Fertility Doctors Using Their Own Sperm Is A Surprisingly Widespread Problem – IFLScience

For many, consumer DNA kits are a fun way to learn a little more about your background and, perhaps, builda family tree. For others, they can unearth deep-buried, often painful, family secrets see, for example, the dozens (maybe hundreds) of people born through artificial insemination who areonly now finding out that their biological father is not who they thought he was but the doctor who completed the procedure.

TakeKelli Rowlette. Rowlette had her DNA tested through the site Ancestry.comin 2017 and was shocked when the results revealed she was not related to her father. Instead, she found she was related to a man called Gerald Mortimer,who turned out to be the doctor who had delivered her as a baby. Rowlette submitted a lawsuit and it's subsequently come out that members of theObstetrics and Gynecology Associates of Idaho Falls were aware of Mortimer's behavior.

But as Jacqueline Mroz reports forThe New York Times, this Jerry Springer-esque type ofrevelation is not a fluke or a one-off. People across the US (and the world) are reaching the same conclusion, discovering a life-changing piece of informationthey would never have known if not for the growing popularity of consumer DNA kits.

In 2019, DNA analysis confirmed that Dutch fertility doc Jan Karbaat(who died aged 89 in 2017) fathered at least 49 children to women who saw him athis Rotterdam clinic. Buteven this large number may be an underestimate he has claimed there could be as many as 60. According to reports at the time, it is thought he falsified data and descriptions of donors.

It is not entirely clear how common this sort of behavior (aka fertility fraud) is.The cases that have come to light represent just a tinyfraction of the millions of children born from IVF and other advanced fertility treatments. However, as more and more people choose DNA testing,additional examples of this type of malpracticemay well come out of the woodwork.

"Unless it becomes routine to check babies DNA against their presumed biological parents DNA to make sure the genes match, we really wont know how often this happens,"Dr Julie Cantor, MD, JD, a lecturer in law atthe UCLA School of Law who specializes in health law and reproductive rights, told IFLScience.

"Hopefully, fertility fraud turns out to be just a few cases rogue doctors who, decades ago when they switched out the sperm, never imagined that home DNA testing would become a thing and that their secret would be found out. Not only is this behavior a grotesque breach of trust and a stark betrayal of physicians ethics, but nowadays, because of easy DNA testing, its just brazenly dumb."

Neither is it clearwhy fertility doctors are doing it in the first place. In some cases, it may be born of a lack of access to frozen sperm. In others, it might serve as a perverse power trip.Or, as Cantor puts it, "The answer may come down to two truisms from Lord Actons 'power corrupts' to 'follow the money'.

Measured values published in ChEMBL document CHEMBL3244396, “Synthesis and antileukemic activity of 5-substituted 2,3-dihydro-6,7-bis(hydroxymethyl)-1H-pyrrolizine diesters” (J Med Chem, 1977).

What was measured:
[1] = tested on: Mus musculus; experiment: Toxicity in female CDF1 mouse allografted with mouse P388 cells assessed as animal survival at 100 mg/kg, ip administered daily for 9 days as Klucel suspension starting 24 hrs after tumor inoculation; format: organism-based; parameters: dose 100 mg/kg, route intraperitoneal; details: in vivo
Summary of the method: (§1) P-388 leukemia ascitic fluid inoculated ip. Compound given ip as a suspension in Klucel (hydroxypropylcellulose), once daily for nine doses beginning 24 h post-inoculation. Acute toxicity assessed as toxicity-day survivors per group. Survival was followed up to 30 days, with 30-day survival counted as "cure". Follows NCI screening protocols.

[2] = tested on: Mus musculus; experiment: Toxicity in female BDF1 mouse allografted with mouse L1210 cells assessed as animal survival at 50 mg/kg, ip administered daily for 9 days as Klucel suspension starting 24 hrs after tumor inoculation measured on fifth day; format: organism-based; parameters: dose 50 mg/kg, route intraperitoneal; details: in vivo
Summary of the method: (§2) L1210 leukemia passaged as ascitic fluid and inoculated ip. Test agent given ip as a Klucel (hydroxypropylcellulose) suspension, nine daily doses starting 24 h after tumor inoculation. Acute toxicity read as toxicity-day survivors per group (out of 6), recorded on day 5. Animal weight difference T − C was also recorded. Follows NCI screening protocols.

"The most charitable take would be something like the patient couldnt get pregnant and the available sperm was not leading to embryos or pregnancies, so he thought hed help," she added. "A more nefarious take is that the doctor wanted to create his own children by the dozens. Maybe the truth is somewhere in between."

Still, it seems to be a big enough problem that some stateshave felt the need tostep in and introduce new laws to deal withdodgy fertility practices such as these,albeit frequently at thebehest of the victims themselves.

In Indiana and California, state governments have passed bills calling the use ofunauthorized sperm a felony (the latter passed aftercouples at one fertility clinic found out their embryos were being implanted into others in 1995). Those affected have a right to sue those responsible. Meanwhile, in Texas, it has been declared a form of sexual assault. Anyone caught using unauthorized sperm (or unauthorized eggs andembryos) will be registered as a sex offender.

While the above examples go to show that, in some cases, proven incidents of fertility fraud have inspired legislation to address the crime directly, the process is slow and time-consuming. "You have to be patient and motivated," says Cantor. And so, often, victims have usedmore "garden variety" charges to get their stories heard and the perpetrators prosecuted.

"Unfortunately, the law has not quite caught up with the technology, and sometimes the available causes of action do not fit like a lock and key," explained Cantor.

"People have brought lawsuits alleging things like negligence, breach of contract, infliction of emotional distress, and tried to find a resolution through those garden-variety legal claims."

In 1992 years before the dawn of at-home testingThe New York Times reported on an incident in Virginia, where a fertility doctor calledCecil B. Jacobson wasput on trial for telling patients they were pregnant when they were not and, it later turned out, for using his own sperm to impregnate clients without their knowledge or consent. He was given five years in prison for 52 counts of fraud and perjury, the Washington Postreports. It is thought he could have fathered more than 70 children.

The whole affair was seen as so strange, it inspired the development of a '90s television movie called The Babymaker: The Dr. Cecil Jacobson Story, featuringGeorge Dzundza as Jacobson.

Now, similar cases are popping up in other states, includingVermont andConnecticut. The difference being they areemerging becausechildren of artificial insemination (likeRowlette) are using consumer DNA kits.

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Fertility Doctors Using Their Own Sperm Is A Surprisingly Widespread Problem - IFLScience

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